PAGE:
In re Holloway

555 S.E.2d 228 (2001)

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In re Holloway

Georgia Court of Appeals
555 S.E.2d 228 (2001)


Mamie Bell Holloway (defendant) was widowed and had several living children. Holloway’s financial needs were met through Social Security benefits and the interest Holloway received from $320,000 that she had invested in certificates of deposit. One of Holloway’s sons (plaintiff) convinced Holloway to give him power of attorney over Holloway’s finances. The son then cashed out the certificates of deposit, placed the money in an irrevocable trust, named himself as the trustee, and invested the money in a stock-brokerage account. Concerned about the trustee son’s behavior, Holloway’s two daughters (plaintiffs) physically moved Holloway from her home to where the daughters were living without telling the trustee son. The son reported Holloway missing to law enforcement, causing a frantic search. The daughters petitioned the state court to (1) invalidate the trust, (2) appoint a guardian for Holloway for financial and medical purposes, and (3) name the daughters as Holloway’s coguardians. The trustee son and Holloway’s other sons intervened, also seeking to be appointed as Holloway’s guardians. While the petition was being heard, Holloway was moved into a nursing home, where she fell and broke a hip. Although Holloway was in excruciating pain, her children could not agree where she was allowed to receive medical care. The court was forced to appoint an emergency guardian to approve immediate surgery for Holloway. Ultimately, the court concluded that the children’s distrust of each other prevented the children from being able to objectively make decisions in Holloway’s best interests, as proved by the secret-moving incident and the surgery incident. Further, appointing one of the children as a guardian would likely lead to unhelpful litigation from the other children. Accordingly, although the state statute indicated a preference for appointing a person’s adult children as the person’s guardians, the trial court found that good cause existed to bypass Holloway’s children. Instead, the trial court appointed neutral county officials as Holloway’s financial and medical guardians. Holloway’s daughters appealed.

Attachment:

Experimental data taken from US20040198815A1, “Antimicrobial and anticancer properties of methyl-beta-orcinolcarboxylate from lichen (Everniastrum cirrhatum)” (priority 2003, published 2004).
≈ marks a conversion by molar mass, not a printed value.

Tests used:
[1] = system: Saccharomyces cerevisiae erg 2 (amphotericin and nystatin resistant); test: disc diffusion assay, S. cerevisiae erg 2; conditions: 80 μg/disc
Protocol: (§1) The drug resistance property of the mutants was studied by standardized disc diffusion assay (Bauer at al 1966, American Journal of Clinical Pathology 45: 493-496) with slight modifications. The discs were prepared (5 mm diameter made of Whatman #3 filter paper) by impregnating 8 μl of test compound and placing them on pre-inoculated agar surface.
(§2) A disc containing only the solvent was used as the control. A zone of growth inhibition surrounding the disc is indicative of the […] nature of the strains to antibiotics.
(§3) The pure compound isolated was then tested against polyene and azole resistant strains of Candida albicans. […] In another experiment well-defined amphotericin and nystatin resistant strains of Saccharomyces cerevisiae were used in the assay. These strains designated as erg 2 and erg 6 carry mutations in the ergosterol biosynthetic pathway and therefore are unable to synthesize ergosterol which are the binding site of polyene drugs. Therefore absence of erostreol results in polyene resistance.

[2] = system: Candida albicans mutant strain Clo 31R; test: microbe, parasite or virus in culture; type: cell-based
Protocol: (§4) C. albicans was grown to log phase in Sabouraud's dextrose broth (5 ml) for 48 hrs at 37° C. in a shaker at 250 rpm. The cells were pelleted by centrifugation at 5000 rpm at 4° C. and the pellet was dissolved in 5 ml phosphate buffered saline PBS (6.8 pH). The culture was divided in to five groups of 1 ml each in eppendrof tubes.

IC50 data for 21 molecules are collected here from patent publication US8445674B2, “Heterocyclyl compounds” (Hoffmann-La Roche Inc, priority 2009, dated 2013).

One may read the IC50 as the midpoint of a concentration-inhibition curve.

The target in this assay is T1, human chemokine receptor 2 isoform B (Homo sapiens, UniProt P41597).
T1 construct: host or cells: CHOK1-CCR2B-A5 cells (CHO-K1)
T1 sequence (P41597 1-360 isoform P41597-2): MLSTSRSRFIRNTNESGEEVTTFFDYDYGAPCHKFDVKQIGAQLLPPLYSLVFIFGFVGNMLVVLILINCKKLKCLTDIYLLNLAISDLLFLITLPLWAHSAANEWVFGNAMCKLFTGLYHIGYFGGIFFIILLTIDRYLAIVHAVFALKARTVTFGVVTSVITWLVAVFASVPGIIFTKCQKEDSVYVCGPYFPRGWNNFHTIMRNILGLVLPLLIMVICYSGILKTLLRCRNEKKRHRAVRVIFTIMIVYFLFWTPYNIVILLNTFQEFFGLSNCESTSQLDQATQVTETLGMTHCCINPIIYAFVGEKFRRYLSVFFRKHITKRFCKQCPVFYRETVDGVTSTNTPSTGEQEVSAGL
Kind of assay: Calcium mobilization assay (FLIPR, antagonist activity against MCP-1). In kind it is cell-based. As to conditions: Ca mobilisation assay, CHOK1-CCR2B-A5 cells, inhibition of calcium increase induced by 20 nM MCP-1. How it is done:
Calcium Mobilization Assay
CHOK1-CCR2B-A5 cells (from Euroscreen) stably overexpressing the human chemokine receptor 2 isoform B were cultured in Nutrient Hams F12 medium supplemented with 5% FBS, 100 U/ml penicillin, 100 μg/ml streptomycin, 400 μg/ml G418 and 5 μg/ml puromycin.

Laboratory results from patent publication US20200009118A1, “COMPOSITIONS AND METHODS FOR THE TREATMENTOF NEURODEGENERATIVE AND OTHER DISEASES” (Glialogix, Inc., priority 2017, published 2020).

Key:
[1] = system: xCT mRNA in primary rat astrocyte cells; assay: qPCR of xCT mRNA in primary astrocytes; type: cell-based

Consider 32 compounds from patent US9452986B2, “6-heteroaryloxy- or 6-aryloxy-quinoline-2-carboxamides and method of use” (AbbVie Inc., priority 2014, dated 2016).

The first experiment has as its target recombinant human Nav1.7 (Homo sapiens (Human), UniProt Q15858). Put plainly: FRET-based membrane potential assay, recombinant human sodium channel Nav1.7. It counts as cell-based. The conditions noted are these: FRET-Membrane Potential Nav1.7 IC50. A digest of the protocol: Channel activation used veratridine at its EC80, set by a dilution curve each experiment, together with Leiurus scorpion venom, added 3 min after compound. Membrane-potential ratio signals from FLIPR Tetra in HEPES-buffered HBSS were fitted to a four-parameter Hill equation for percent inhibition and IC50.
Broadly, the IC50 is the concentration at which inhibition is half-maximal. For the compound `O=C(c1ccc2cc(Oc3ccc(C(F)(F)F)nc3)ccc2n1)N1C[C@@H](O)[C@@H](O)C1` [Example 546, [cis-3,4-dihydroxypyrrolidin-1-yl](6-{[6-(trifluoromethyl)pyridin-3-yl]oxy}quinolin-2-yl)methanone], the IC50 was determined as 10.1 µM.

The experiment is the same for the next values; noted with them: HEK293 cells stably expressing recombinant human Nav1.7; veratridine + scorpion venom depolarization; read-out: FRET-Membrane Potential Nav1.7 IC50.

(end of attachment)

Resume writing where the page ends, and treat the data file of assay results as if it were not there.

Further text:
Rule of Law


Holding and Reasoning (Phipps, J.)

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